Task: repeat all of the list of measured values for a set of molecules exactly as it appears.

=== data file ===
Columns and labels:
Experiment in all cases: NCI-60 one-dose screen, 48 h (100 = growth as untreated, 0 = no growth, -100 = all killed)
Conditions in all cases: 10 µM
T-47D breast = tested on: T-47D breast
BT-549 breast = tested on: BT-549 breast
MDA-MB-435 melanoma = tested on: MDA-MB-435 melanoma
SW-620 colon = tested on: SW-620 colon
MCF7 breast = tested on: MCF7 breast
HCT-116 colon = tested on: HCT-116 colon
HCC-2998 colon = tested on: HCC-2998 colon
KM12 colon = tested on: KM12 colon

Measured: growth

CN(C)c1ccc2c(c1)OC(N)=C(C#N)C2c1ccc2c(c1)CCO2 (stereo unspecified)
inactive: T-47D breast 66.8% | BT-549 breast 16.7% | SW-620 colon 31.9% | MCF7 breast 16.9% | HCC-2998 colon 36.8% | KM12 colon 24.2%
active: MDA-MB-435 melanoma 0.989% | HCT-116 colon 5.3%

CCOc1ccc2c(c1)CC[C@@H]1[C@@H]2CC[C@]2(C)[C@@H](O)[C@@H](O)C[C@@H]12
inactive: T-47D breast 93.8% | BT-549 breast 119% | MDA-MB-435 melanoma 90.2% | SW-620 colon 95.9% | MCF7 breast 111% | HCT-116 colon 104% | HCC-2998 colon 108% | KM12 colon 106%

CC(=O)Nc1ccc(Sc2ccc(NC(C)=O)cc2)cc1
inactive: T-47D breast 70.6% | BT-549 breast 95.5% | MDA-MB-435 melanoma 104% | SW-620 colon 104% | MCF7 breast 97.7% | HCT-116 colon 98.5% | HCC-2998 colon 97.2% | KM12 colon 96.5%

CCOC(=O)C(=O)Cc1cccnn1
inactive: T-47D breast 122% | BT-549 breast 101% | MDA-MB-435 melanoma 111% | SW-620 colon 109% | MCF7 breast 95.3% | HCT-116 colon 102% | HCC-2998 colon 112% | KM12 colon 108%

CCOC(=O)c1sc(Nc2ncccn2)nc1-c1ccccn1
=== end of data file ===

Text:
Columns and labels:
Experiment in all cases: NCI-60 one-dose screen, 48 h (100 = growth as untreated, 0 = no growth, -100 = all killed)
Conditions in all cases: 10 µM
T-47D breast = tested on: T-47D breast
BT-549 breast = tested on: BT-549 breast
MDA-MB-435 melanoma = tested on: MDA-MB-435 melanoma
SW-620 colon = tested on: SW-620 colon
MCF7 breast = tested on: MCF7 breast
HCT-116 colon = tested on: HCT-116 colon
HCC-2998 colon = tested on: HCC-2998 colon
KM12 colon = tested on: KM12 colon

Measured: growth

CN(C)c1ccc2c(c1)OC(N)=C(C#N)C2c1ccc2c(c1)CCO2 (stereo unspecified)
inactive: T-47D breast 66.8% | BT-549 breast 16.7% | SW-620 colon 31.9% | MCF7 breast 16.9% | HCC-2998 colon 36.8% | KM12 colon 24.2%
active: MDA-MB-435 melanoma 0.989% | HCT-116 colon 5.3%

CCOc1ccc2c(c1)CC[C@@H]1[C@@H]2CC[C@]2(C)[C@@H](O)[C@@H](O)C[C@@H]12
inactive: T-47D breast 93.8% | BT-549 breast 119% | MDA-MB-435 melanoma 90.2% | SW-620 colon 95.9% | MCF7 breast 111% | HCT-116 colon 104% | HCC-2998 colon 108% | KM12 colon 106%

CC(=O)Nc1ccc(Sc2ccc(NC(C)=O)cc2)cc1
inactive: T-47D breast 70.6% | BT-549 breast 95.5% | MDA-MB-435 melanoma 104% | SW-620 colon 104% | MCF7 breast 97.7% | HCT-116 colon 98.5% | HCC-2998 colon 97.2% | KM12 colon 96.5%

CCOC(=O)C(=O)Cc1cccnn1
inactive: T-47D breast 122% | BT-549 breast 101% | MDA-MB-435 melanoma 111% | SW-620 colon 109% | MCF7 breast 95.3% | HCT-116 colon 102% | HCC-2998 colon 112% | KM12 colon 108%

CCOC(=O)c1sc(Nc2ncccn2)nc1-c1ccccn1